proc := procedure handling internal hash-table

Allows thread-safe access to the unwrapped regular hash-table of sht by passing it to proc within an implicitly locked scope. Returns whatever proc is returning.

Examples:

> (import :std/sugar)
> (def sht (make-sync-hash (hash (A0 160) (B1 177) (C2 194) (D3 211) (E4 228))))
> (sync-hash-do sht
    (lambda (ht)
      (hash-fold (lambda (k v i) (+ v i)) 0 ht)))
970
> (sync-hash-do sht (cut hash-put! <> 'C2 0))
> (sync-hash-get sht 'C2)
0
> (sync-hash-do sht hash->list)
((A0 . 160) (B1 . 177) (D3 . 211) (E4 . 228) (C2 . 0))
> (sync-hash-do sht (lambda (ht) (apply max (hash-values ht))))
228

Text Utilities

To use the bindings from this module:

(import :std/misc/text)

include-text

(include-text path) -> string

  path := path to file to include, string

Macro that expands to file contents of path at compile-time.

Examples:

> (def vert-shader-src (include-text "/home/user/dev/opengl/minimal.vert"))

;; instead of here strings:
> (def vert-shader-src #<<EOF
#version 420 core

void main(void)
{
    gl_Position = gl_Vertex;
}
EOF
)

> vert-shader-src    ; same string in both cases
"#version 420 core\n\nvoid main(void)\n{\n    gl_Position = gl_Vertex;\n}"

Thread utilities

To use the bindings from this module:

(import :std/misc/threads)

primordial-thread-group

(primordial-thread-group) -> thread-group

Similar to current-thread-group, but always returns the primordial (main) thread's group instead.

Examples:

;; same in main thread
> (current-thread-group)
#<thread-group #87 primordial>
> (primordial-thread-group)
#<thread-group #87 primordial>

;; differs in other groups
> (import :gerbil/gambit/threads)
> (def (task)
    (displayln (current-thread-group))
    (displayln (primordial-thread-group)))
> (thread-join! (spawn/group 'new-group task))
#<thread-group #181 new-group>
#<thread-group #87 primordial>

thread-group->thread-list*

(thread-group->thread-list* tg) -> list

  tg := thread-group to transform

Similar to thread-group->thread-list, but also collects the threads in all subgroups of tg. Returns a flat list of threads.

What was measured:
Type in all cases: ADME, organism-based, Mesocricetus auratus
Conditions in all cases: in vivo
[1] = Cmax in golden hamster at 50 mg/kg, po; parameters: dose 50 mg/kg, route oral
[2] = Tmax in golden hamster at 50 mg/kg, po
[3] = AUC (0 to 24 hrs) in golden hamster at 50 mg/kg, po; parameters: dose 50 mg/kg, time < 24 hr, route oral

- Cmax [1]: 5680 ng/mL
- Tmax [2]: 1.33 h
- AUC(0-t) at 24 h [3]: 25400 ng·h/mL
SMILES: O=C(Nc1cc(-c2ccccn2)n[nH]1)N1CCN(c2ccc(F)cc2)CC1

Examples:

> (import :gerbil/gambit/threads)
> (let* ((g1 (make-thread-group 'G1))
         (g2 (make-thread-group 'G2 g1))
         (g3 (make-thread-group 'G3 g2))
         (t1 (make-thread (cut 1) 'T1 g1))
         (t2 (make-thread (cut 2) 'T2 g1))
         (t3 (make-thread (cut 3) 'T3 g2))
         (t4 (make-thread (cut 4) 'T4 g3)))
    (displayln (thread-group->thread-list  g1))
    (displayln (thread-group->thread-list  g2))
    (displayln (thread-group->thread-list  g3))
    (displayln (thread-group->thread-list* g1)))
(#<thread #214 T1> #<thread #215 T2>)
(#<thread #216 T3>)
(#<thread #217 T4>)
(#<thread #217 T4> #<thread #216 T3> #<thread #214 T1> #<thread #215 T2>)

all-threads

(all-threads) -> (list thread ...)

Same as (thread-group->thread-list* (primordial-thread-group)). Walks all thread-groups recursively and collects threads in a flat list.

Examples:

> (all-threads)
(#<thread #205 th1>
 #<thread #202 th5>
 #<thread #203 th4>
 #<thread #204 th3>
 #<thread #201 th2>    ; th2, ..., th5 in subgroups
 #<thread #1 primordial>)

;; non-recursive, only threads in specified top group:
> (import :gerbil/gambit/threads)
> (thread-group->thread-list (current-thread-group))
(#<thread #1 primordial> #<thread #205 th1>)

thread-dead?

(thread-dead? th) -> boolean

  th := thread to check

Returns #t if th is terminated, i.e., no longer able to run, #f otherwise.

Examples:

> (let (th (spawn thread-sleep! 2))
    (displayln (thread-dead? th))
    (thread-join! th)
    (displayln (thread-dead? th)))
#f
#t

> (thread-dead? (current-thread))
#f

thread-group-kill!

(thread-group-kill! tg) -> void | error

  tg := thread-group to kill

Kills all threads and subgroups in tg. In addition, it detaches the thread group from its parent, making it unreachable from the primordial thread-group structure and eligible for garbage collection. Signals an error when tg contains the current thread.

Note: A thread group that has been killed should not be used again to spawn threads in it.

Examples:

> (def (fib n)
    (cond ((< n 2) n)
          (else (+ (fib (- n 1))
                   (fib (- n 2))))))
> (let (g (make-thread-group 'new-group))
    (spawn-thread (cut fib 10) 'fib10 g)
    (spawn-thread (cut fib 30) 'fib30 g)
    (spawn-thread (cut fib 50) 'fib50 g)
    (spawn-thread (cut fib 70) 'fib70 g)
    (thread-sleep! 1)
    (displayln (all-threads))
    (thread-group-kill! g)
    (displayln (all-threads)))
;; thread fib10 already terminated:
(#<thread #231 fib70> #<thread #232 fib50> #<thread #233 fib30> #<thread #1 primordial>)
(#<thread #1 primordial>)

> (thread-group-kill! (current-thread-group))
error

thread-raise!

(thread-raise! th obj) -> void | error

  th  := thread to signal error in
  obj := exception object to raise

Interrupts th, which can be the primordial thread, and raises obj, terminating that very thread if not handled properly.

Examples:

> (import :gerbil/gambit/threads)
> (spawn thread-sleep! 10)
#<thread #238>
> (thread-dead? #238)
#f
> (thread-raise! #238 'failure)    ; #<thread #238> silently terminates
> (thread-dead? #238)
#t

> (thread-raise! (current-thread) 'failure)
*** ERROR IN (console)@1819.1 -- This object was raised: failure

thread-abort!

(thread-abort! th) -> void | error

  th := thread to abort